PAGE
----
One of the unintended benefits of middle age is finally getting over high school,
something I discovered at my 35th reunion in Hawai'i last month.
For me, the most painful part of high school was having to catch the 6 a.m. bus every morning - I commuted over an hour each way from the "wrong side of the island" and didn't learn to drive until college.
My geographic isolation, together with the fact that unlike many of my Punahou classmates I wasn't a "lifer" (there since kindergarten), filled me with misinformation about what made my classmates tick.
This reunion (my first) shattered quite a few myths.
Even the mean girls were civil. Maybe because our identity is now based on actual experience and choices made; maybe because the closer we near death the less we care what other people think; or maybe it's the result of being with others who knew us back when we were nothing but unrealized potential. Whatever the reason, I found my classmates to be surprisingly real in our conversations.
Whether it was the fleeting moments of candor, the glimpses of shared pain, or witnessing the high school equivalent of the lion laying down with the lamb (former football star chatting with former geek), my faith in humanity was renewed. All of this myth-busting got me thinking about how much we, as humans, need help in seeing the facts for what they are.
More specifically, it reminded me of "The Debunking Handbook
," by John Cook and Stephan Lewandowsky, a guide developed for scientists fighting climate deniers and something I have been emailing to friends and colleagues for many months now. The Debunking Handbook has also become my go-to manual
in offering advice to investors, company managements and stockpickers alike, all of whom need to debunk myths as part of their day jobs.
The problem with myths is that they're sticky - they are compelling, easy to remember and often repeated. And, according to the handbook, "Unless great care is taken, any effort to debunk misinformation can inadvertently reinforce the very myths one seeks to correct."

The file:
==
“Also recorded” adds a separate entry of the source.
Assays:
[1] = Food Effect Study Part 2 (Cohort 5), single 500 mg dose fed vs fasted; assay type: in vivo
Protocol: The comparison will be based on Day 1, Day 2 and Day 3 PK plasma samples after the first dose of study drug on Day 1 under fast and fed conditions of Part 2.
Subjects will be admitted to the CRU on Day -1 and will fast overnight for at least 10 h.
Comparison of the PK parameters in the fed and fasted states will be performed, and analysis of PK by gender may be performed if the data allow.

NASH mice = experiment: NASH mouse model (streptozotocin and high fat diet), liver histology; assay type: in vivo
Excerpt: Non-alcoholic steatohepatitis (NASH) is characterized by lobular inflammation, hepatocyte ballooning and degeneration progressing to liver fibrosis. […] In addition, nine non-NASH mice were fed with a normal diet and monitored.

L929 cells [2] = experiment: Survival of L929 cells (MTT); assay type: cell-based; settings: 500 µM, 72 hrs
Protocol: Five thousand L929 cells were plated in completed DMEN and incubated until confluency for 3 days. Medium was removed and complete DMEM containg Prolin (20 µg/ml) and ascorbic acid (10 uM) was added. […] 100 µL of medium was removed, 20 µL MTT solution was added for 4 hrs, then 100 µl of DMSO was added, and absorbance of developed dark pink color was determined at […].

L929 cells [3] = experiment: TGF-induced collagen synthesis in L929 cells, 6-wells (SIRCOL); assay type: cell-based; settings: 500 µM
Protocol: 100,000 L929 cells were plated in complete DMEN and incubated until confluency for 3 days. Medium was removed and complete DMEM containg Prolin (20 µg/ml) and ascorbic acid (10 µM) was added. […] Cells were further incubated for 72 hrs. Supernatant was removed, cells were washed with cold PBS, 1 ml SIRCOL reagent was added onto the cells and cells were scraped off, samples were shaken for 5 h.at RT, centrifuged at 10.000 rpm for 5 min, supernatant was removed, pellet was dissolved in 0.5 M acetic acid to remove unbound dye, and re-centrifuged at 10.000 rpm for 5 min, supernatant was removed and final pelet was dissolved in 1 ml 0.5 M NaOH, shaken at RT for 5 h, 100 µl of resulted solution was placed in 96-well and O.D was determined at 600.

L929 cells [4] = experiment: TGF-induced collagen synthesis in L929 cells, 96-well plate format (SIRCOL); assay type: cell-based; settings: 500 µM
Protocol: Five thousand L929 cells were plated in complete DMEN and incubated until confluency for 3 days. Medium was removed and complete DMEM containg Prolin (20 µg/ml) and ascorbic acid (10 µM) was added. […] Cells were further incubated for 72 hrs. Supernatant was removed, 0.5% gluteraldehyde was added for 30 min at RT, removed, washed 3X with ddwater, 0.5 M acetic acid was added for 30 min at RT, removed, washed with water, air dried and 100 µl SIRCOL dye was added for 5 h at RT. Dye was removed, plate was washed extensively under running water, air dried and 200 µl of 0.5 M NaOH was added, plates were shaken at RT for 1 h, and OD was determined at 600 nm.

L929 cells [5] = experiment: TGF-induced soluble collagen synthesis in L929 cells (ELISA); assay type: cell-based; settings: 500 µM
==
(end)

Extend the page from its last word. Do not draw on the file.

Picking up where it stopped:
Apparently, in order to give truth a fighting chance, one needs to:
- Focus on the facts, not the myth itself.
Familiarity increases the chances that people will believe something is true (that's why advertising works). So people will remember the wrong information they heard a thousand times before they remember the mental tag of "not true" that they heard once attached to that factoid.
So don't lead with or headline the myth - lead with the contradicting fact you want people to remember, and bury the myth itself deeper in your argument.
- Provide explicit warnings that misinformation follows, prior to discussing a myth.
Remember that people, when presented with a balanced view of the facts, gravitate towards information they already agree with; the more strongly held the view, the greater the polarization. Arguing with them just ends up reinforcing their views.
Instead, a more effective approach - and prior to discussing the myth - is to warn people that misinformation is coming. Tell them that the upcoming information is false; explain the biases of those who perpetuate it; highlight the way in which the information is misrepresented and how they are being misled.
So if you're a sell-sider or analyst holding a non-consensus opinion and trying to convince a portfolio manager to buy a stock, or a management trying to shake an unfair characterization in the market, explain first why the information out there is wrong or biased.
- Propose an alternative explanation to the myth in question.
Strongly held, preconceived ideas of how a company or stock works, for example, become embedded into a mental model - refuting that myth creates a void that needs to be quickly filled with another explanation. We don't like gaps in our mental models - it makes us feel squirrelly.
But, "for the alternative to be accepted, it must be plausible and explain all observed features of the event."
Oh, and one last important tip from our friends: Good graphics are the way to go.
When people read a refutation that conflicts with their beliefs, they seize on ambiguities to construct an alternative interpretation. "Graphics provide more clarity and less opportunity for misinterpretation."
Applying the principles above will renew your faith in human nature and prevent a lot of misinformation from doing harm into the world - you will become a lean, mean, debunking machine. Maybe you'll even consider attending that next high school reunion!